Wednesday, 9 January 2019

A Bit of a Lesson 1

A Bit of a Lesson 1
You will know that a sentence has to have a subject, that does or is something, and a predicate, containing a verb telling the actions or properties of that subject.
In English we might say “He came.” In Cornish that would be “Ev a dheuth.”
We can be a bit more precise about the subject by using a name or a noun rather than a pronoun.
Jowan a dheuth.                             John came.
Den a dheuth.                                  A man came.
An den a dheuth.                            The man came.
Adjectives give us more information about the subject.
Jowan Brâs a dheuth.                   Big John came.
Den coth a dheuth.                        An old man came.
An den rych a dheuth.                  The rich man came.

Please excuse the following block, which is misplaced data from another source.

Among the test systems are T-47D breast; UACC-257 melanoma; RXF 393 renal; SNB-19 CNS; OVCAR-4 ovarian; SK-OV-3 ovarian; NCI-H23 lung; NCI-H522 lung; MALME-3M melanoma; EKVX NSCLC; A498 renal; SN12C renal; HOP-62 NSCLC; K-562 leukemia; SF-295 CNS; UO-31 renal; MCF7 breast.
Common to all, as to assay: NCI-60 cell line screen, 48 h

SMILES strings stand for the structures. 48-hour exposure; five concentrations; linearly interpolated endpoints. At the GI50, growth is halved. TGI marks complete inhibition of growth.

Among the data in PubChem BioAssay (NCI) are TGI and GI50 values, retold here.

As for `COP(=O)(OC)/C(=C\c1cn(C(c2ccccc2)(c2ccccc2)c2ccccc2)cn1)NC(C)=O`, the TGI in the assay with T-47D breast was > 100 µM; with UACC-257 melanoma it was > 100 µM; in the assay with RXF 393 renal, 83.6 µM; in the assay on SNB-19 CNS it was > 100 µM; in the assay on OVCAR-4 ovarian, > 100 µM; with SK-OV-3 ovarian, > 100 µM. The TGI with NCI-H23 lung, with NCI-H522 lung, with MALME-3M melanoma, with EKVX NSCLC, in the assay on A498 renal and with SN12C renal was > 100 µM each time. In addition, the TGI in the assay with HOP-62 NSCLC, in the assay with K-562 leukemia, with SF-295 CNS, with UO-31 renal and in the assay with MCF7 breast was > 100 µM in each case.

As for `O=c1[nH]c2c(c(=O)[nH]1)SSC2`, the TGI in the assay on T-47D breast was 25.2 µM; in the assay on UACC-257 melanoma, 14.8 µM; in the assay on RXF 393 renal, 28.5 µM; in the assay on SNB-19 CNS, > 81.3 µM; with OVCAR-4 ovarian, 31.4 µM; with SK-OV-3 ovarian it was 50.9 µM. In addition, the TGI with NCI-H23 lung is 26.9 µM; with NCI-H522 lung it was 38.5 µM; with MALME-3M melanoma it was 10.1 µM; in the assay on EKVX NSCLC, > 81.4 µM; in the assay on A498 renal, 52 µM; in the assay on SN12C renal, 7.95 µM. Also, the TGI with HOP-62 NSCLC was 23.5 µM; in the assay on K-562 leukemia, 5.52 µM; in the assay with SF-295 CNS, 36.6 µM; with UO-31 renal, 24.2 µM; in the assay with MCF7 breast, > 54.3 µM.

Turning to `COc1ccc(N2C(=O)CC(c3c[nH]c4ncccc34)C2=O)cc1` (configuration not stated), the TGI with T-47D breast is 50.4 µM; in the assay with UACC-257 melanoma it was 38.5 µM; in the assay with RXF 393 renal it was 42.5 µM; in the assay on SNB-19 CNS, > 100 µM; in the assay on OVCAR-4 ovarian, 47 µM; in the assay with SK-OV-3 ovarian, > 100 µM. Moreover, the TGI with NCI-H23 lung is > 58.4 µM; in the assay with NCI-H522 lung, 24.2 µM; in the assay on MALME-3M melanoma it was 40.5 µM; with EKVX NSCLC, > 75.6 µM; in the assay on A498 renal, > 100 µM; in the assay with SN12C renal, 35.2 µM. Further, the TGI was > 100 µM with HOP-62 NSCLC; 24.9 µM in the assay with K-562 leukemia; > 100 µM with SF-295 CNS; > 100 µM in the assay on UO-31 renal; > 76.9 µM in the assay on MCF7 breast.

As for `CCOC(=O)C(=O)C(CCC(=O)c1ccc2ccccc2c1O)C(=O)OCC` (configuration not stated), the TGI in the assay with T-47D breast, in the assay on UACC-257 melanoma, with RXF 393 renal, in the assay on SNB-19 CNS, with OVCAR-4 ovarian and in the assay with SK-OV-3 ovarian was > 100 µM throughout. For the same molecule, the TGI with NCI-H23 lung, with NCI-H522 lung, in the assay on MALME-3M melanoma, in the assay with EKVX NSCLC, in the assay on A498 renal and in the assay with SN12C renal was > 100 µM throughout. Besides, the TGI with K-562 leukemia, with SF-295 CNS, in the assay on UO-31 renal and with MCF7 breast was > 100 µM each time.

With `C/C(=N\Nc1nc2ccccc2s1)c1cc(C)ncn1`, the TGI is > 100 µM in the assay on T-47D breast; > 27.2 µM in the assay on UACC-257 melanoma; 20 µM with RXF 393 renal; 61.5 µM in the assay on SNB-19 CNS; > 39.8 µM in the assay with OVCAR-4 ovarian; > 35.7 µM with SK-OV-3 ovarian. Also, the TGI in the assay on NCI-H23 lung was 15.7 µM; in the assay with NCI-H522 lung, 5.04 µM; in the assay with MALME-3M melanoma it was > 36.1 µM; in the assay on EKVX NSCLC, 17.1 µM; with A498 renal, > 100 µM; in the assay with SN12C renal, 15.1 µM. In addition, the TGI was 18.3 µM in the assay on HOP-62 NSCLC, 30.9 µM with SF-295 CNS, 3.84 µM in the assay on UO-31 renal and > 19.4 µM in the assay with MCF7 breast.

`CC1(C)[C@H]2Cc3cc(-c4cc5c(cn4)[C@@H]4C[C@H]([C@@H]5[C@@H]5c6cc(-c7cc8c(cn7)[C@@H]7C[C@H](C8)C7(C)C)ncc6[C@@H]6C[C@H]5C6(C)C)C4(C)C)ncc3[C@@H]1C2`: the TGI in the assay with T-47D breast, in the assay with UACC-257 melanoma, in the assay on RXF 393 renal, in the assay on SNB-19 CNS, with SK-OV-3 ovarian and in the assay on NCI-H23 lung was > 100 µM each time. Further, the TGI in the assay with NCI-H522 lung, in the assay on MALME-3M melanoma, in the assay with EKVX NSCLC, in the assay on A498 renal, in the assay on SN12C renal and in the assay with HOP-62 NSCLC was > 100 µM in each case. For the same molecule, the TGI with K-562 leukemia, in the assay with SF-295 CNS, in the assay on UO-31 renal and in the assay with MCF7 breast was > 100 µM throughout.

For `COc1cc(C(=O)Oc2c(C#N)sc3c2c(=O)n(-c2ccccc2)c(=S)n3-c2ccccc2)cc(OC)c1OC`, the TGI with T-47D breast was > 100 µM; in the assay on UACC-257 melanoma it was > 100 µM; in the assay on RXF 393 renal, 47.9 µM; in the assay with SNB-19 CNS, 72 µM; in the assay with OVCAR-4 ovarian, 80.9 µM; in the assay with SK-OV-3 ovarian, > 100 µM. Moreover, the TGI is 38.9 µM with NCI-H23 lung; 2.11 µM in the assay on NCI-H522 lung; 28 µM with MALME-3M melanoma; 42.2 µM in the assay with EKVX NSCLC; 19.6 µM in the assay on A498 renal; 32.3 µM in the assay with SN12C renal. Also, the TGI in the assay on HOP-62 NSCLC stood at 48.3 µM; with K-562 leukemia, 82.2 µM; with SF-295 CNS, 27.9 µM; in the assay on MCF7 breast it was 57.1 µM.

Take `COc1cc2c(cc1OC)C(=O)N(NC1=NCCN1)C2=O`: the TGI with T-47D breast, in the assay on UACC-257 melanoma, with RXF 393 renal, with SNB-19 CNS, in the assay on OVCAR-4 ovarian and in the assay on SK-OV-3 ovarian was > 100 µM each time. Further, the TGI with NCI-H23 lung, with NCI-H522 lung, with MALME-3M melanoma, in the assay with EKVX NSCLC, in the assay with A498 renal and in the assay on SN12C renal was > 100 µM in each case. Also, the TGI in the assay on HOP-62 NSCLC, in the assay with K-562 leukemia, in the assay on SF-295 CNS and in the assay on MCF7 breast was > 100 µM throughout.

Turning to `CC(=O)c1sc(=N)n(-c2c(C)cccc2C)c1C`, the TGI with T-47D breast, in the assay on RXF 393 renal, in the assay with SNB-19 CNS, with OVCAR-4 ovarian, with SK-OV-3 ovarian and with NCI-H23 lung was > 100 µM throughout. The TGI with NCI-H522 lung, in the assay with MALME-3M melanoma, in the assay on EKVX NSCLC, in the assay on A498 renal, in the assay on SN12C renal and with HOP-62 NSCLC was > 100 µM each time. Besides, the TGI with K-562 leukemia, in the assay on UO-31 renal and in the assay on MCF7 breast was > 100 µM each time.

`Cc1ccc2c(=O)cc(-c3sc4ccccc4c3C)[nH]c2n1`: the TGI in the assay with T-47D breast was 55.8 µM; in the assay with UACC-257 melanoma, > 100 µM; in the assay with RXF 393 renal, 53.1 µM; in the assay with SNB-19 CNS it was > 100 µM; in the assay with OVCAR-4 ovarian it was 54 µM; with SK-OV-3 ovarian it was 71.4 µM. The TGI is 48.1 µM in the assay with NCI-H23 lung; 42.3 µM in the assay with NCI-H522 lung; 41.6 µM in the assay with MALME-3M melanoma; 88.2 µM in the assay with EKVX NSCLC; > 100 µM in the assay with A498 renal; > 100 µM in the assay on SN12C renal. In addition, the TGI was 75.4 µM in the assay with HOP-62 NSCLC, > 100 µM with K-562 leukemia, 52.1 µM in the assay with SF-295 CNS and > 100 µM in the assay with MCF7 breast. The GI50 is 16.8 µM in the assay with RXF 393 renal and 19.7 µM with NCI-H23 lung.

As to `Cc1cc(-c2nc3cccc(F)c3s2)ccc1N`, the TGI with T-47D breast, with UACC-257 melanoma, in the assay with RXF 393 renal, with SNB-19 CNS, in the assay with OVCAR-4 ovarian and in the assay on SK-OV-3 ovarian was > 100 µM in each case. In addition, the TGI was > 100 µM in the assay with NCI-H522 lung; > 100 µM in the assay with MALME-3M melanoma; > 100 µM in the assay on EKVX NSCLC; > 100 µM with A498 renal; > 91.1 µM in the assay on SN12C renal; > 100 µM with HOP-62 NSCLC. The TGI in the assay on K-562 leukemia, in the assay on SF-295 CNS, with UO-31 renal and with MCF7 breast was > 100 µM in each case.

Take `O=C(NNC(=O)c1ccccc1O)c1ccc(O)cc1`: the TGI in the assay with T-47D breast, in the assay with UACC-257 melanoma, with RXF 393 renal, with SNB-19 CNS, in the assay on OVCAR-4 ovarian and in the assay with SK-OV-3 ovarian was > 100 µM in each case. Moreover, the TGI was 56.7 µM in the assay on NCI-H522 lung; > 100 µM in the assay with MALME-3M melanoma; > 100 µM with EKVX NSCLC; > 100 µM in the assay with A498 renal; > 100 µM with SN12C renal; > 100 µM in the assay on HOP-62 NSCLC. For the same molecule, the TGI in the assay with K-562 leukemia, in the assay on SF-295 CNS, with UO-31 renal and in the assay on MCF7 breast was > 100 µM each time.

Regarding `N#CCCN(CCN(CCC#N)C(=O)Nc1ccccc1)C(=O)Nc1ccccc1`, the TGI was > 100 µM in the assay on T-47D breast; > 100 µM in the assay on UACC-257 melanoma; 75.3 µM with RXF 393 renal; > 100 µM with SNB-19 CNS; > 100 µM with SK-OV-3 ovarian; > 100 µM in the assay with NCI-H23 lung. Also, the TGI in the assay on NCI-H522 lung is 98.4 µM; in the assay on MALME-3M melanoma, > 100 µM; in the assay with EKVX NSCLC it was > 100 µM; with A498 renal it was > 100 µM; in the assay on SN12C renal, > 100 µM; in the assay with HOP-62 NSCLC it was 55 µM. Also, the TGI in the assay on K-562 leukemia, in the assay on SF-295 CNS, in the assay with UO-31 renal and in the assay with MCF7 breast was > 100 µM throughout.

Adverbs of time, place and manner give us more information about the verb.
Ev a dheuth hedhyw.                     He came today.
Jowan a dheuth en lowan.            John came happily.
Den a dheuth mes a dhornow.      A man came unexpectedly.
An den yonk a dheuth tre.             The young man came home.
Here is another category of words (usually considered as adverbs) - padding words (often useful) that tell us more about their author than about the sentence. They do not alter the basic meaning of the sentence – we know no more about the subject or the verb – but there is an added level of subtlety. How do we feel about it?
E’n gwella pres, ev a dheuth hedhyw.  Fortunately, he came today.
Bettegens, ev a dheuth hedhyw.           However, he came today.
Soweth, ev a dheuth!                              Alas, he came!
Na whath, ev a dheuth.                           Nevertheless, he came.
E’n gwettha pres, ev a dheuth tre.        Unfortunately, he came home.
Bettele, ev a dheuth en üskis                 Nonetheless, he came quickly.
Dres ehen, ev a dheuth a-dermyn.         Surprisingly, he came early.

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